or desired the office. It is doubtful if the
post is suited particularly to his tastes or !
his talents. Nevertheless, ho accepted, '
as a high honor at the hands of
Major McKinlet, the appointment which i
makes him, at least nominally, tbe princt-
pal figure In the Cabinet and the chief per-
sonage in the Administration next to the (
President himself. It Is not according to '
human nature that Mr. Sherman, or any '
other man in his place, should view with I
complacency or even indifference the at- '
tempts now making In certain quarters to I
represent him as a doomed incompetent,
sure to be replaced In the Immediate future
by a successor better qualified to adminis
ter the affairs of the Department of State ,
during Mr. McKinley's term.
Even more unpleasant yet must It be for
Mr. Sherman to watch the intrigues and
note the selfish calculations of thoso who
are ambitious to supersede him.
I We observe that the process of ejectment i
has gone bo far that tbe candidates
for Mr. Sherman's office are begin
ning to show themselves. Conspicuous
among these, if we are to believe reports
current in the dally press, is tbe Hon.
Wuitelaw Reid, now returning across i
tho Atlantic after a season of eloquent
service as Special Jubilco Ambassador to
the Court of Queen Victoria.
It Is unnecessary to explain why the an
nouncement that the Hon. Wuitelaw
Reid's numo is mentioned as a possible
successor to Mr. Sherman Is equivalent
to a declaration that he is personally a
candidate for tho office, and means to
obtain It If ho can. Spontaneous and
altruistic movements in favor of the eleva
tion of Mr. Reid to high posts of public
trust aro not u familiar idea to the people
of this country. They belong rather to the
class of thlns Inconceivable.
But It Is perfectly legitimate for the lion.
Wuitelaw Reid to aspire to a Cabinet
office, and to procure ono for himself If ho
can do so honorably. That is bis privilege
as an American citizen. It may bo ob
served that since tho experience of
1802 his ambition is more likely
( Ctrneein liself with poiitlcul honors
to be obtained by Indirection, as
it were, than with thoso thlch involve a
test of personal popularity at the voting
places. In 1888 Harrison and Morton
carrier! Mr. Morton's State by 14,37:1 plu
rality. In 1802 Harrihon and Reid
tho Reid on that ticket being the
Hon. Wuitelaw Rj?id lo8t Mr. Reid's
State by au adverse plurality of 4(5,518. In
1888 Harrison and Morton's percentage
of tho totul vote of New York was 40.10.
In 1802 Hahiuson and Rein's percentage
of tho total vote was 44. SO, It was tho
namo Harrison In both years ; tho differ
ence was only in the tail of tho ticket.
These well-remembered circumstances
afford sufficient arouud for the expectation
that whatever further honors the Hon.
Wuitelaw Reid may seek at the hands of
the Republican party will be sought by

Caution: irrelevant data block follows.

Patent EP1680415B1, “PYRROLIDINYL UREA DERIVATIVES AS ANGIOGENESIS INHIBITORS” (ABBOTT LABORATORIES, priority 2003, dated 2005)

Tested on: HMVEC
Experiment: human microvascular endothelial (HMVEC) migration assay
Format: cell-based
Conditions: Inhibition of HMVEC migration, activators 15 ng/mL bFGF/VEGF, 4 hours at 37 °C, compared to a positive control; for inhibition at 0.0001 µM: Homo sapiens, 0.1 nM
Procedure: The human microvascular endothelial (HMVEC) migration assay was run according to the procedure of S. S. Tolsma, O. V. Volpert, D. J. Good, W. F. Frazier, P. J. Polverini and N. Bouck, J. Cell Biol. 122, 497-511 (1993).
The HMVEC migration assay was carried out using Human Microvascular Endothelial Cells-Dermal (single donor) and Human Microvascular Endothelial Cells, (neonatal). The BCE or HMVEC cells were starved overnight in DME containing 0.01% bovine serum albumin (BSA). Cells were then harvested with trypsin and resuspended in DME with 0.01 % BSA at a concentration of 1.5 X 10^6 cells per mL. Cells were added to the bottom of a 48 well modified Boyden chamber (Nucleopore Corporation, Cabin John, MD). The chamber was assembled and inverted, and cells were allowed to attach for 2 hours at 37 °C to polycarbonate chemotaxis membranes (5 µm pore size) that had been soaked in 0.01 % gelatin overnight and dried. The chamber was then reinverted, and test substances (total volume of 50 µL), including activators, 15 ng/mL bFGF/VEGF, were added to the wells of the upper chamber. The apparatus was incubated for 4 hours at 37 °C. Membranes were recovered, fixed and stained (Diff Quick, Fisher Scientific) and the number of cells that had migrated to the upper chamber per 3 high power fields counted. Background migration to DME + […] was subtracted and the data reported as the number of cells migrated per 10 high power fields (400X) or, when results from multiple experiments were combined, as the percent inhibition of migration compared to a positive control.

him through the channel of appointment
rather than through that of election by the
votes of his fellow citizens.
We observe, likewise, that whereas the
only plausible motive previously perceived
for the publication In theJWio York Tribune
of the letter of Instructions from Secretary
Sherman to Ambassador Hay was the
Interest of Mr. D, O. Mills's North Ameri
can Cominercldl Comusny, there now begins
11 " ''" ' -
to appear an Interest mora direct. Intimate,
and personal to Mr. Mnxs'e on-ln-Iaw, tho
candidate for tho office which tho states
man who signed that embarrassing docu
ment at present holds.
Mr. Sherman was probably a party to
tho selection of tho Hon. WnmsLAW Reid
forSpcclal Jubilee Ambassador. In theklnd-nessofhlshcartthoSecretaryofStAtedoubt-lcss
thought that tho functions of that ofllco
would be peculiarly congenial to tho Hon.
Wuitelaw Ruin, and that tho tp oolntment
would gratify his desire to servo tho coun
try In a conspicuous station without pre
viously passing through tho ballot-box. It
must now pain the Ohio veteran exceed
ingly to discover a cold, calculating, malov
oleut purpose In tho stroke of "newspaper
enterprise" by which the Hon. Wuitelaw
Reid's Tribune attempted to exhibit tho
Secretary of State to tho country and to
President MoKinley as a person unflt
to conduct In decent form tho delicate
operations of International diplomacy. Mr.
Sherman will now turn to his ftlo of tho
Hon, Wuitelaw Reid's newspaper and
read In a now light the subtle remarks of
that journal upon tho character of tho pur
loined letter which it published, and upon
the effect of the same on our relations with
a more or less friendly power.
Uufortunately for the Hon. WmTELAW
Reid's ambition, however, this happens to
be a warm-blooded Administration. The
McKlnley Cabinet is no aquarium.
Tho Political Views of Jurymen,
In a trial before Recorder Gorr (n tho
Court of General Sessions on Monday, the
Assistant District Attorney questioned
many of the proposed Jurors in regard to
their political preferences, and tho counsel
for the defendant followed his example In
this respect and Inquired of each talesman
what was bis political party.
The case was a criminal prosecution for
procuring tho false registration of a voter,
tho defendant being a Tammany Hall Elec
tion district Captain In tho Eighth Assem
The Recorder did not like the Interroga
tories concerning the political affiliations of
the citizens wbo were drawn as Jurors, and
ho finally admonished tho lawyers that
party politics bad no place in the trial, and
went on to say: